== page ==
CreativityRulz

Showcasing creativity and innovation in all its forms, shapes, and sizes.

Seeing Your World in TechniColor

Seeing Your World in TechniColor

Most people see the world in black and white, missing most of the opportunities in their midst. They travel down the same routes day after day. The path is so familiar that they can practically navigate it in their sleep. But, there are some people who see the world in Technicolor. Their eyes are wide open and the endless opportunities are always evident. When we look at their lives, we are amazed by all they accomplish, by the fascinating things they are doing; and we often wonder how to make our lives as rich and stimulating. It’s actually pretty easy… all you need to do is remove the blinders! 

Tom Kelley, author of The Art of Innovation, says that every day you should act like a foreign traveler by being acutely aware of your environment. In everyday life we tend to put on blinders and cruise down well-worn paths, rarely stopping to look around. But as a traveler in a foreign country, you see the world with fresh eyes and dramatically increase the density of your experiences. By tuning in, you find fascinating things around every turn.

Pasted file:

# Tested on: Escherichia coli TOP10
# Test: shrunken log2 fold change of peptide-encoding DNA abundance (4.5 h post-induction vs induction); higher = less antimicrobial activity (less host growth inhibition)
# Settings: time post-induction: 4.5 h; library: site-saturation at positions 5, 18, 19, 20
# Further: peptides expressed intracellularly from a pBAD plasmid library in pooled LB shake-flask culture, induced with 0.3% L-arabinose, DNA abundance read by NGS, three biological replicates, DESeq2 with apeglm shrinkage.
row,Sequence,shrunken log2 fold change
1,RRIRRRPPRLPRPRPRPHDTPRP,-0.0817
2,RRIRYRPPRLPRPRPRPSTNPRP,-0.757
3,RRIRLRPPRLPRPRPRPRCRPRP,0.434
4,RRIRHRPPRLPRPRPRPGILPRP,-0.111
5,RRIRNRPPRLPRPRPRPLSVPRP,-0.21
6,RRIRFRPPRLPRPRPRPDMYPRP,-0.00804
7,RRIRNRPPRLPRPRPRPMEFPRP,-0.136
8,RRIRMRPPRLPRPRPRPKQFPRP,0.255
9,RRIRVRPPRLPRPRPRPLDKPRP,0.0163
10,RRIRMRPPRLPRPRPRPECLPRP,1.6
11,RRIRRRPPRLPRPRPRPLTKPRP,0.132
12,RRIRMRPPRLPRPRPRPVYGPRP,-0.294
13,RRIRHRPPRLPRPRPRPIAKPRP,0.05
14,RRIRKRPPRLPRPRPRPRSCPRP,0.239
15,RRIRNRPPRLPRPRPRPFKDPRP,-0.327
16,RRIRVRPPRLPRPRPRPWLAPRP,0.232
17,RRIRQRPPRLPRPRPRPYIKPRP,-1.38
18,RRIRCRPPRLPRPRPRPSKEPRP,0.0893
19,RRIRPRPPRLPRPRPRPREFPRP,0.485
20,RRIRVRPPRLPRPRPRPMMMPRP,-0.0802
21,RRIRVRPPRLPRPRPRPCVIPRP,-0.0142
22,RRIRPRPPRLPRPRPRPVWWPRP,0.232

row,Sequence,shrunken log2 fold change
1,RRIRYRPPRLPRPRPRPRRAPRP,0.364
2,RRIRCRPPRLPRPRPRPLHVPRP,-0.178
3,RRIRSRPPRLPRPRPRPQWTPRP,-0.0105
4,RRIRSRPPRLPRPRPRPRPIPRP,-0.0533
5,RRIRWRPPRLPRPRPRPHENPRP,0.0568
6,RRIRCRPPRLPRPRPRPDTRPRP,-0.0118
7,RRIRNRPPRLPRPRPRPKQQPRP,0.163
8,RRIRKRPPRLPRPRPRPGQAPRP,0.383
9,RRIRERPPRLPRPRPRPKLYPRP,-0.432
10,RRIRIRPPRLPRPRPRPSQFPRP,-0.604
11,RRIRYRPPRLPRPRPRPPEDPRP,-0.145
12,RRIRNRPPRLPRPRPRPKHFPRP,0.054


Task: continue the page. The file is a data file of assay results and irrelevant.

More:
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Paying careful attention to your environment actually takes some effort. You have to teach yourself to do it well, and even when you’re paying attention, you can miss really interesting and important information that’s right in front of you. A widely distributed video shows this all too clearly. An audience is asked to watch a group of men and women tossing around a basketball. They’re told to count the number of times the team in white shirts passes the ball. At the end of the video, viewers can easily answer that question, but are oblivious to the fact that someone in a bear suit moonwalks right through the game.

 

Even when we think we’re paying full attention, there’s usually so much more to see. I do a simple exercise in my class that illustrates this clearly. I send students to a familiar location, such as the local shopping center, and ask them to complete a “lab” in which they go to several stores and pay attention to all the things that are normally “invisible.” They take the time to notice the sounds, smells, textures, and colors, as well as the organization of the merchandise and the way the staff interacts with the customers. They observe endless things they never saw when they previously zipped in and out of the same environment. They come back with their eyes wide open, realizing that we all tend to walk through life with blinders on.

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This blog post is an edited excerpt from What I Wish I Knew When I Was 20, published by HarperCollins.

 

Tina Seelig is the Executive Director for the Stanford Technology Ventures Program. Her newest book is inGenius.

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